Sources of Greek mythology

Greek mythology is known from ancient Greek literature. In addition to written sources, there are mythical figures visualized in various media dating from the geometric period (900-800 BC) and beyond.
Among the literary sources, chronologically first, are the two epic poems of Homer, the Iliad and the Odyssey. The Homeric Hymns, despite their name, have nothing to do with Homer. Other poets completed this epic cycle with shorter poems, but most have not survived.

Hesiod, a contemporary of Homer, records in Theogony (origin of the Gods) the most complete record of early Greek myths. The myths of Theogony, which shaped popular beliefs, narrate the creation of the world, the origin of the gods, the titans, the giants and the formation of genealogies. In the Works and Days of Hesiod, a didactic poem about rural life, also includes the myths of Prometheus, Pandora and the four seasons. The poet gives advice to survive in a dangerous world that becomes even more dangerous than the gods.

The lyric poets were often inspired by myths, but the gradual elaboration turned the works into less narrative and more suggestive. As a result, Pindar, Bacchylides, Simonides, and bucolic poets, such as Theocritus and Bion, provide individual mythological facts in their works. On the other hand, the myths were prominent in the classical Athenian drama. The three great tragic writers Aeschylus, Sophocles and Euripides were inspired in many of their works from the mythical era of the heroes and the Trojan War. Thus many of the great mythical stories (eg Agamemnon and his children, Oedipus, Jason, Medea, etc.) took their classic form through tragic plays. Comedian Aristophanes also used myths, e.g. in Hens and Frogs.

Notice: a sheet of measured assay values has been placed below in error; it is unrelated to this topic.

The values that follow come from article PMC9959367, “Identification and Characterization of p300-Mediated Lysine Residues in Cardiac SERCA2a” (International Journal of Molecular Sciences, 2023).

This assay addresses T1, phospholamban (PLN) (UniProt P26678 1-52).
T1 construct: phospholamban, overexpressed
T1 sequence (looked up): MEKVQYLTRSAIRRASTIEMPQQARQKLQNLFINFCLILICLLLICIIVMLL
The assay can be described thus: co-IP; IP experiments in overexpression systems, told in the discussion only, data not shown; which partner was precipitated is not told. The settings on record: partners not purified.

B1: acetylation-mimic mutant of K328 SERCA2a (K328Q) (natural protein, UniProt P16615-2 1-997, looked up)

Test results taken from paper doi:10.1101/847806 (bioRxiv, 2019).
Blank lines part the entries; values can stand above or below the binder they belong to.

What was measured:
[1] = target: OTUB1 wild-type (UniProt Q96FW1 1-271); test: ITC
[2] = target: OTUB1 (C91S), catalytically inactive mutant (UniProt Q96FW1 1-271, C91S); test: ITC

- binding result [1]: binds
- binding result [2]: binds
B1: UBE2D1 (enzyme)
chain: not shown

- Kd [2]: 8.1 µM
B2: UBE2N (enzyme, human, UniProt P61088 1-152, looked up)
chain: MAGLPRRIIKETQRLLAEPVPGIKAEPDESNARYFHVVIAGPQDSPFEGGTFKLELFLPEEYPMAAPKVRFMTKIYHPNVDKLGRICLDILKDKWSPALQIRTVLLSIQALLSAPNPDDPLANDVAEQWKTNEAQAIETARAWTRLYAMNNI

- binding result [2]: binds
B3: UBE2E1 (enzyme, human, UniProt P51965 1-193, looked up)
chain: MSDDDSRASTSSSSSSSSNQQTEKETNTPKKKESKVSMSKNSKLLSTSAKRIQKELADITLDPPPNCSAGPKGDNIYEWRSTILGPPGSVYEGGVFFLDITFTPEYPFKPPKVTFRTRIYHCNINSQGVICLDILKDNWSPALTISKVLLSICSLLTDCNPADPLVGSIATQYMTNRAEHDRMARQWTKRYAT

The historians Herodotus and Diodorus of Sicily, and the geographers Pausanias and Strabo, who traveled throughout the Greek world and recorded the stories they heard, provide numerous local myths, thus preserving the lesser-known alternative editions. [7] Herodotus, in particular, researched the various traditions he heard and came to the historical or mythological roots of the controversy between Greece and the East. [9]

The literature of the Hellenistic and Roman eras contains many important details. This category includes:
The poets of the Hellenistic era Apollonius the Rhodian, Callimachus, Eratosthenes and Parthenios.
The Latin poets Ovid, Statios, Valerios Flaccus, Seneca and Virgil with comments by Servius.
The later Greek poets of the end of Antiquity, Nonnos the Panopolitan and Kointos the Smyrnaean.
The ancient novels of Apoulios, Petronius, Lollianos, Heliodorus and Achilles Tatios

Archaeological sources

The archaeological discoveries of the German amateur archaeologist Henry Schliemann (19th century) about the Mycenaean civilization, and those of the British archaeologist Arthur Evans (20th century) in Crete of the Minoan civilization), contributed to the for many details of the myths, for the gods and for the heroes. Unfortunately, the elements for the myths and ritual elements in Mycenae and Minoan Crete are entirely monumental, as Linear B was used mainly for recording catalogs. Nevertheless, the names of the gods and heroes that had already been revealed were verified.

8th century pottery depicts various mythical events. These visual representations of myths are important for two reasons: on the one hand because many myths were imprinted on pottery much earlier than in literary works, and on the other because visual representations sometimes represent myths or mythical scenes that are not recorded. in any other existing literary source. For example, of the twelve feats of Hercules, only the feast with Cerberus appears in a literary text

Epic Poetry